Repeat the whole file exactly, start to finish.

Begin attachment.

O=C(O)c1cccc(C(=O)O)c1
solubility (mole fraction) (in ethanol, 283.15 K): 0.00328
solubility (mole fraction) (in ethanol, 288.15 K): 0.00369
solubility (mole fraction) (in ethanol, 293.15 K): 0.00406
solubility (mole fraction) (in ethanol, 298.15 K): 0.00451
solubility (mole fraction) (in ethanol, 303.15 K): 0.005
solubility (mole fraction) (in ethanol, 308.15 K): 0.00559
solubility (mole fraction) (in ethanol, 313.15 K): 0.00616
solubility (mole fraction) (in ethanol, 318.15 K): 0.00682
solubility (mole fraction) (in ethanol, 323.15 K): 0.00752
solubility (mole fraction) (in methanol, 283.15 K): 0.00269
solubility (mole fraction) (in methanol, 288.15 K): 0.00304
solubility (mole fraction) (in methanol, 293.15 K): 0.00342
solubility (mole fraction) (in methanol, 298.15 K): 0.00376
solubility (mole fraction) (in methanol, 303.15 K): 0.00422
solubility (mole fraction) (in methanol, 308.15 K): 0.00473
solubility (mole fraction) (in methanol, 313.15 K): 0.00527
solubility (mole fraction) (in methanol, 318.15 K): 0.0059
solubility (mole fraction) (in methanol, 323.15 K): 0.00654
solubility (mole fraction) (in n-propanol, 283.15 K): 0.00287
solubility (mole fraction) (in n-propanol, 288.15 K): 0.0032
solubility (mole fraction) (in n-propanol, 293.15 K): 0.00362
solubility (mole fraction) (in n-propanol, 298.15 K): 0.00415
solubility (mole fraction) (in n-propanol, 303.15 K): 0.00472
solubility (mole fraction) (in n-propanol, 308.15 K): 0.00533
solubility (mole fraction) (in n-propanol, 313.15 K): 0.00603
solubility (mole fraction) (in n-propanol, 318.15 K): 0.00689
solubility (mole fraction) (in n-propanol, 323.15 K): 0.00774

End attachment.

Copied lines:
O=C(O)c1cccc(C(=O)O)c1
solubility (mole fraction) (in ethanol, 283.15 K): 0.00328
solubility (mole fraction) (in ethanol, 288.15 K): 0.00369
solubility (mole fraction) (in ethanol, 293.15 K): 0.00406
solubility (mole fraction) (in ethanol, 298.15 K): 0.00451
solubility (mole fraction) (in ethanol, 303.15 K): 0.005
solubility (mole fraction) (in ethanol, 308.15 K): 0.00559
solubility (mole fraction) (in ethanol, 313.15 K): 0.00616
solubility (mole fraction) (in ethanol, 318.15 K): 0.00682
solubility (mole fraction) (in ethanol, 323.15 K): 0.00752
solubility (mole fraction) (in methanol, 283.15 K): 0.00269
solubility (mole fraction) (in methanol, 288.15 K): 0.00304
solubility (mole fraction) (in methanol, 293.15 K): 0.00342
solubility (mole fraction) (in methanol, 298.15 K): 0.00376
solubility (mole fraction) (in methanol, 303.15 K): 0.00422
solubility (mole fraction) (in methanol, 308.15 K): 0.00473
solubility (mole fraction) (in methanol, 313.15 K): 0.00527
solubility (mole fraction) (in methanol, 318.15 K): 0.0059
solubility (mole fraction) (in methanol, 323.15 K): 0.00654
solubility (mole fraction) (in n-propanol, 283.15 K): 0.00287
solubility (mole fraction) (in n-propanol, 288.15 K): 0.0032
solubility (mole fraction) (in n-propanol, 293.15 K): 0.00362
solubility (mole fraction) (in n-propanol, 298.15 K): 0.00415
solubility (mole fraction) (in n-propanol, 303.15 K): 0.00472
solubility (mole fraction) (in n-propanol, 308.15 K): 0.00533
solubility (mole fraction) (in n-propanol, 313.15 K): 0.00603
solubility (mole fraction) (in n-propanol, 318.15 K): 0.00689
solubility (mole fraction) (in n-propanol, 323.15 K): 0.00774